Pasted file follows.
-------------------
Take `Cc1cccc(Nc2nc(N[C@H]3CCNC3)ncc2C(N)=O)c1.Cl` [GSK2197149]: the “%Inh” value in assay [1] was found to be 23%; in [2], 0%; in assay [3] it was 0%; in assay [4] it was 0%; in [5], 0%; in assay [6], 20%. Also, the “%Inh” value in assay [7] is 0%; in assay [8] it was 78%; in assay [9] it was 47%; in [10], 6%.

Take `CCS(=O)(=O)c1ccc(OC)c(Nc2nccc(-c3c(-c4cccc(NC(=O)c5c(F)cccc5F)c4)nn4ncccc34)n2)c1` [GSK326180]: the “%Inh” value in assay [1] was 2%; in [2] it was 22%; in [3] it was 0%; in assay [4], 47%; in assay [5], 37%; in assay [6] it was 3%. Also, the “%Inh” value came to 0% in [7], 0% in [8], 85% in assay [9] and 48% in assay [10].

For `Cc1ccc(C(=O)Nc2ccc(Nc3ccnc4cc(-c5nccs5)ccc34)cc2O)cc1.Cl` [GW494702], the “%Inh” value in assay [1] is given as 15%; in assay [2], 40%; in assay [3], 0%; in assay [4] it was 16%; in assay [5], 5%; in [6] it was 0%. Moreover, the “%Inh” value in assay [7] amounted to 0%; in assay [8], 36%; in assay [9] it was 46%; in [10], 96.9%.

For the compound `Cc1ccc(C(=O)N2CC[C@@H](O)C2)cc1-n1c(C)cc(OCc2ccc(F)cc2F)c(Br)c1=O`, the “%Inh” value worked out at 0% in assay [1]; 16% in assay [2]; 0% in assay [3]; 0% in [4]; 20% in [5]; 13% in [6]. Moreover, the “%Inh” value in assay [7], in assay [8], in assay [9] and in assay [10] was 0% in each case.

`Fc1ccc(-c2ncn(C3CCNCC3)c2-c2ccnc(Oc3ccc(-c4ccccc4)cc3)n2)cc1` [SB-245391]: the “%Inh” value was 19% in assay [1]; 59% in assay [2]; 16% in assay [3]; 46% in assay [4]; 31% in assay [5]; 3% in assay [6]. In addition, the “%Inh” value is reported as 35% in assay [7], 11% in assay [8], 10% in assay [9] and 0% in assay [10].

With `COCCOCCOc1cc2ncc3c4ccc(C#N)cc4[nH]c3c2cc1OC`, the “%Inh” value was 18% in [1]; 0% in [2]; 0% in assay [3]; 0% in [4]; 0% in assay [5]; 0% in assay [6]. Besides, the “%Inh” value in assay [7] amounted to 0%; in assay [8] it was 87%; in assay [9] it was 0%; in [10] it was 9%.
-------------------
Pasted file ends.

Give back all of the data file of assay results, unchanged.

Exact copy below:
Take `Cc1cccc(Nc2nc(N[C@H]3CCNC3)ncc2C(N)=O)c1.Cl` [GSK2197149]: the “%Inh” value in assay [1] was found to be 23%; in [2], 0%; in assay [3] it was 0%; in assay [4] it was 0%; in [5], 0%; in assay [6], 20%. Also, the “%Inh” value in assay [7] is 0%; in assay [8] it was 78%; in assay [9] it was 47%; in [10], 6%.

Take `CCS(=O)(=O)c1ccc(OC)c(Nc2nccc(-c3c(-c4cccc(NC(=O)c5c(F)cccc5F)c4)nn4ncccc34)n2)c1` [GSK326180]: the “%Inh” value in assay [1] was 2%; in [2] it was 22%; in [3] it was 0%; in assay [4], 47%; in assay [5], 37%; in assay [6] it was 3%. Also, the “%Inh” value came to 0% in [7], 0% in [8], 85% in assay [9] and 48% in assay [10].

For `Cc1ccc(C(=O)Nc2ccc(Nc3ccnc4cc(-c5nccs5)ccc34)cc2O)cc1.Cl` [GW494702], the “%Inh” value in assay [1] is given as 15%; in assay [2], 40%; in assay [3], 0%; in assay [4] it was 16%; in assay [5], 5%; in [6] it was 0%. Moreover, the “%Inh” value in assay [7] amounted to 0%; in assay [8], 36%; in assay [9] it was 46%; in [10], 96.9%.

For the compound `Cc1ccc(C(=O)N2CC[C@@H](O)C2)cc1-n1c(C)cc(OCc2ccc(F)cc2F)c(Br)c1=O`, the “%Inh” value worked out at 0% in assay [1]; 16% in assay [2]; 0% in assay [3]; 0% in [4]; 20% in [5]; 13% in [6]. Moreover, the “%Inh” value in assay [7], in assay [8], in assay [9] and in assay [10] was 0% in each case.

`Fc1ccc(-c2ncn(C3CCNCC3)c2-c2ccnc(Oc3ccc(-c4ccccc4)cc3)n2)cc1` [SB-245391]: the “%Inh” value was 19% in assay [1]; 59% in assay [2]; 16% in assay [3]; 46% in assay [4]; 31% in assay [5]; 3% in assay [6]. In addition, the “%Inh” value is reported as 35% in assay [7], 11% in assay [8], 10% in assay [9] and 0% in assay [10].

With `COCCOCCOc1cc2ncc3c4ccc(C#N)cc4[nH]c3c2cc1OC`, the “%Inh” value was 18% in [1]; 0% in [2]; 0% in assay [3]; 0% in [4]; 0% in assay [5]; 0% in assay [6]. Besides, the “%Inh” value in assay [7] amounted to 0%; in assay [8] it was 87%; in assay [9] it was 0%; in [10] it was 9%.